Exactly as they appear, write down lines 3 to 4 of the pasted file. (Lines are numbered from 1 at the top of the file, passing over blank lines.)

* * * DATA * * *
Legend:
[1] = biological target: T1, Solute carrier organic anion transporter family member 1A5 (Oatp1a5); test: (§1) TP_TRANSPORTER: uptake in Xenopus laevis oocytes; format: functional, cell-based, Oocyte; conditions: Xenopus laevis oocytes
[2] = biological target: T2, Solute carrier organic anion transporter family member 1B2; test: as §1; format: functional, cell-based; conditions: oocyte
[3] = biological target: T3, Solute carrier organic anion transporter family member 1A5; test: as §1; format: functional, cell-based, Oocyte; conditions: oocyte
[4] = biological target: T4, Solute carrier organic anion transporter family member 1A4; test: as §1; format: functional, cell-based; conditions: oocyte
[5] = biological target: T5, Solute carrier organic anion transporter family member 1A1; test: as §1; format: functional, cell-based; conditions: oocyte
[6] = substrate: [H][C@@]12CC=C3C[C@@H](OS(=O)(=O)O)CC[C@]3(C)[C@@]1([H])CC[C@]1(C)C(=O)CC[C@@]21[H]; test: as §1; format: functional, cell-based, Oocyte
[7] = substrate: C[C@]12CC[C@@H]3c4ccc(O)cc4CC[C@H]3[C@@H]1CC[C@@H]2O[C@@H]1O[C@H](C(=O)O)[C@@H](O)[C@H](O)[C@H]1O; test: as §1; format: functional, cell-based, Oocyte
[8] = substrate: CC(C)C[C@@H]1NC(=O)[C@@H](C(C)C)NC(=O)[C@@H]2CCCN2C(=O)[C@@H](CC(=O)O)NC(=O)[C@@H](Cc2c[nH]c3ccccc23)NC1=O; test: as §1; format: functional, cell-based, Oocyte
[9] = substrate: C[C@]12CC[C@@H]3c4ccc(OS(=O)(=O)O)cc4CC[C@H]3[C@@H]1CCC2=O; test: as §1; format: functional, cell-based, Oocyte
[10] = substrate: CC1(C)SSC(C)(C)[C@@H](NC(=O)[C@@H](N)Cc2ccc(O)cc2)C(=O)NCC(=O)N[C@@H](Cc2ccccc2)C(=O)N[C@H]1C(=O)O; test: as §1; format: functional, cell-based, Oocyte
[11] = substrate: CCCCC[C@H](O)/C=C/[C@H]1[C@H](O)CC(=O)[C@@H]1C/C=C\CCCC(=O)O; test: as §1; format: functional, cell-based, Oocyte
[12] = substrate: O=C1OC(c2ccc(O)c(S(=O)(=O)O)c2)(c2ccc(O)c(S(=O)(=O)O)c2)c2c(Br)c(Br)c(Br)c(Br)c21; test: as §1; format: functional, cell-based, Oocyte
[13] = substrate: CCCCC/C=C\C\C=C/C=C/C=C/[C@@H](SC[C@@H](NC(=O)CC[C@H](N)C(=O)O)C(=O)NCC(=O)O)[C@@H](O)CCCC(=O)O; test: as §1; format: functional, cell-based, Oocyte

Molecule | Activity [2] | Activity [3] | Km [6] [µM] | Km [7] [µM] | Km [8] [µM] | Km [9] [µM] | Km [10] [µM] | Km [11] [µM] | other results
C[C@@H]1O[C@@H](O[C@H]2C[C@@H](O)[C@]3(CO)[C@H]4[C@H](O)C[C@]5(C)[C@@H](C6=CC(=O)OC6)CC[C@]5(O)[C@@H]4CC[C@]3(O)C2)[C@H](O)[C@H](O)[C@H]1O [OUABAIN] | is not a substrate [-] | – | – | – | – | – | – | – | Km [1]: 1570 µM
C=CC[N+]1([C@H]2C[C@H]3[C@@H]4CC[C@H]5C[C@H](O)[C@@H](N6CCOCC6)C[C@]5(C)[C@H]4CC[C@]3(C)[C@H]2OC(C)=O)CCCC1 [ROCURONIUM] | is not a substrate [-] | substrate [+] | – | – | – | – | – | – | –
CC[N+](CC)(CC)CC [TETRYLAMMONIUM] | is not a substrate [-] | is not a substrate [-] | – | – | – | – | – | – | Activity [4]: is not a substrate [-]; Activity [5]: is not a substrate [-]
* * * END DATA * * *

[2] = biological target: T2, Solute carrier organic anion transporter family member 1B2; test: as §1; format: functional, cell-based; conditions: oocyte
[3] = biological target: T3, Solute carrier organic anion transporter family member 1A5; test: as §1; format: functional, cell-based, Oocyte; conditions: oocyte